“Say you’re in the sun, with the radiant heat — that’s what this feels like, the sun hitting you,” Majercak said. “For a big, open space, it’s very efficient because it allows the air temperature to be lower even though you feel comfortable. And in the offices, we’re using heat pumps to take advantage of the difference between outside and inside air.”
That model of efficiency extends to lighting as well; much of the store will feature sensor-controlled lights that maintain a low level when no one is around them, but become brighter when someone walks in. “That saves energy, too,” Majercak said.
In addition, “we’re using reused materials everywhere — we reused timbers, sliding glass door panels, the flooring is recycled … these are all examples of reuse, and that’s what we’re all about.”
The goal, besides reducing costs while greatly expanding floor space, is to demonstrate the types of changes people who visit the store can make in their own homes.
“It’s been a lot of fun, actually,” Majercak said. “We can walk around and talk to people and show them it is possible, and there are benefits to it. We use household examples, too — no one uses infrared tube heaters, but for homeowners, we have workshops and examples of products they can use in their homes, as opposed to stuff used at the commercial level.”
Dollars and Sense
The simple fact that the ReStore needed a new home testifies to the growing popularity of its ‘reduce, reuse, recycle’ model.
“People who shop here do so because of the great deals, or they believe in the mission of keeping stuff out of landfills, or both,” Majercak said. “When we opened this up 10 years ago, there were maybe a dozen or two stores like it in the country. There are about 800 now, and we have our own association; I’m on the board of it.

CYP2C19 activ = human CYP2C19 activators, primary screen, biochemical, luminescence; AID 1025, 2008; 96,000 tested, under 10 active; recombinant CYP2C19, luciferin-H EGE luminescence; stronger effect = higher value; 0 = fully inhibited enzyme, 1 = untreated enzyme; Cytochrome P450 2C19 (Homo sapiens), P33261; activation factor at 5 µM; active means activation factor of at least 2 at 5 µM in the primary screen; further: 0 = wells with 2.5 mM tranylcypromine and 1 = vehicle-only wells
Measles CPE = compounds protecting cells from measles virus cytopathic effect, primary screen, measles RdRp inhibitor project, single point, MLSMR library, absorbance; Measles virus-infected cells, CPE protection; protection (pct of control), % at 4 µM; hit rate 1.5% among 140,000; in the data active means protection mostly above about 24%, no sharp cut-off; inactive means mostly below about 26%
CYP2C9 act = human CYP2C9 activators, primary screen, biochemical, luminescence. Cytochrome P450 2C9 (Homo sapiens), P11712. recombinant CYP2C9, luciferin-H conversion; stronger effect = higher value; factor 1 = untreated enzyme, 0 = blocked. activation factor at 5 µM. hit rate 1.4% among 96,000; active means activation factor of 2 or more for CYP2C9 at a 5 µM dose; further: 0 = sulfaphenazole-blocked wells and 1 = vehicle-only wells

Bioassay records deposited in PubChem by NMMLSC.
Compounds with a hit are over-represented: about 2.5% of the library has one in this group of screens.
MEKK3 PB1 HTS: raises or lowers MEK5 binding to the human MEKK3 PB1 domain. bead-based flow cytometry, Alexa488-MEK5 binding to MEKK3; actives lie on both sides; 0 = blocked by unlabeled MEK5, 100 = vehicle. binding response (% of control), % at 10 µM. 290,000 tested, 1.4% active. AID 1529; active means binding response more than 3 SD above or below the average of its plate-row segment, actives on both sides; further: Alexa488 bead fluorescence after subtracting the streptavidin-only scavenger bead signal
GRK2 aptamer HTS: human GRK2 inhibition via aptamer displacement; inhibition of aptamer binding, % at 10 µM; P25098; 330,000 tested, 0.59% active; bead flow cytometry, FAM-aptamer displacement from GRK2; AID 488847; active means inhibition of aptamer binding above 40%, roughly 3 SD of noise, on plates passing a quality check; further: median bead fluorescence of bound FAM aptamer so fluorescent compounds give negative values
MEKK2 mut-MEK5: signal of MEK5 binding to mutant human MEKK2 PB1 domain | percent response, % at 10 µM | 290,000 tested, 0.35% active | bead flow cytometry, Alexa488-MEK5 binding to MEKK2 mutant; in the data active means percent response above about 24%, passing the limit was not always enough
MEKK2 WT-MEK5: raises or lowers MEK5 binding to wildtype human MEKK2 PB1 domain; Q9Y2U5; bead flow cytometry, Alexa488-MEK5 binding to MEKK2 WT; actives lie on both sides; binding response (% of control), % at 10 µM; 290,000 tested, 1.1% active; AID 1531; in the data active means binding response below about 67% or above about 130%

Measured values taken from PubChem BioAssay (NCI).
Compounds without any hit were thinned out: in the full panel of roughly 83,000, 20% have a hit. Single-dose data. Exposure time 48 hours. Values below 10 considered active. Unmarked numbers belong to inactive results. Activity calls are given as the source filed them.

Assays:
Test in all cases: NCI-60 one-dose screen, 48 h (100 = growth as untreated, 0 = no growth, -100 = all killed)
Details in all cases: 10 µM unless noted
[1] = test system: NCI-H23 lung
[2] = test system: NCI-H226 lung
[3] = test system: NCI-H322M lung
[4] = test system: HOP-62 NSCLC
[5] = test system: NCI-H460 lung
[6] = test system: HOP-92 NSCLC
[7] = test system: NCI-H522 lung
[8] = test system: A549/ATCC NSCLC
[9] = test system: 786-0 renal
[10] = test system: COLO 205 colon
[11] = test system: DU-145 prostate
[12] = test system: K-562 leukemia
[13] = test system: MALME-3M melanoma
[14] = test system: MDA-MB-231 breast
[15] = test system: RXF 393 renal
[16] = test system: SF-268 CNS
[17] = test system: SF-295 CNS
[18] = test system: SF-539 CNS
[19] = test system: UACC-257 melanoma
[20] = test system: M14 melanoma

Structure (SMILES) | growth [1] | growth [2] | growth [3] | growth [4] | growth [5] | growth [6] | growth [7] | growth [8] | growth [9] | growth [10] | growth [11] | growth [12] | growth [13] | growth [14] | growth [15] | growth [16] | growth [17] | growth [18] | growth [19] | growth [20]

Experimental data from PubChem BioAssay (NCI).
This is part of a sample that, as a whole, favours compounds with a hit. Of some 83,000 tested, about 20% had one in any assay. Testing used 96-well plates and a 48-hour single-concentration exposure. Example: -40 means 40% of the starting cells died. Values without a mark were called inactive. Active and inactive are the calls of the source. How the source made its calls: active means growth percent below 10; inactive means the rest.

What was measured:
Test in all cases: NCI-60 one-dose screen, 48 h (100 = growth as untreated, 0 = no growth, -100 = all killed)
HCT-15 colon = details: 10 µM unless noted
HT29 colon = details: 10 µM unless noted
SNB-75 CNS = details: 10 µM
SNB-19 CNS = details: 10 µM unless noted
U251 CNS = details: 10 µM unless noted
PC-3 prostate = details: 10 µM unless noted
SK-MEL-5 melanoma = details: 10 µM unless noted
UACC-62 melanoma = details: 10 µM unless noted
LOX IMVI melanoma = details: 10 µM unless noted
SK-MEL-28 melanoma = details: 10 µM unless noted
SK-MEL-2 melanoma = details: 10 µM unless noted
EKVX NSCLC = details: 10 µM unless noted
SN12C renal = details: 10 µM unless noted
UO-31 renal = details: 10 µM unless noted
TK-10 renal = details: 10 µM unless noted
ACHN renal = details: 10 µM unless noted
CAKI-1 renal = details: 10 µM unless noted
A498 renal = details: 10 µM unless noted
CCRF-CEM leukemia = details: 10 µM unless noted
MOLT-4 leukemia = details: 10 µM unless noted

“It just makes sense on so many levels,” he continued. “People — we Yankees, especially — are frugal and don’t want to throw something out if someone else wants to use it, but they also don’t want it sitting around their basement, either. What’s caught on is the whole concept of going green and the fact that there are societal benefits to doing those things. That’s exciting to me because, at the Center for EcoTechnology, we have a host of green services we can offer people, and now we can showcase them and tell people about them using this facility.”
Majercak expects the business to continue to grow, both through public awareness of the store and in its deconstruction efforts, which have “really taken off” in recent years.
“We’ve worked with Kent Pecoy, R.J. Chapdelaine, Dan Roulier, and some the other big builders around the area. They’ve used us for deconstruction, and we’re working throughout Southern New England and New York now, doing jobs,” he told BusinessWest.
“I think it’s something whose time has come. People shouldn’t just crunch up their house and throw it away. That’s catching on, and will be a big source of material for us over the next couple of years.”
EcoBuilding Bargains is reaping more than just new business, however. About one-third of the $3.1 million building rehabilitation is being funded by a capital campaign, while another third has come in the form of a low-cost mortgage from Westfield Bank; government funding covers a little less than one-third as well.
“The amount of support we’ve gotten to do this project is pretty phenomenal,” Majercak said. “We’ve always tried to operate this store as a self-sufficient nonprofit, so we can cover our costs through the revenue we generate.”
In addition to the capital-campaign support, “a number of businesses have contributed monetary resources or products or in-kind services — lawyers, architects, all kinds of vendors,” he noted. “All the gas pipe was donated from local pipe suppliers. People have been very kind and very supportive.
“When we knew we were going to expand,” he continued, “we chose purposely to stay in Springfield because this is our target market, and it’s also mission-consistent to fix up an older building — but also because we have such great support from the community, the government, and residents. It’s just a great place to do business.”
Joseph Bednar can be reached at [email protected]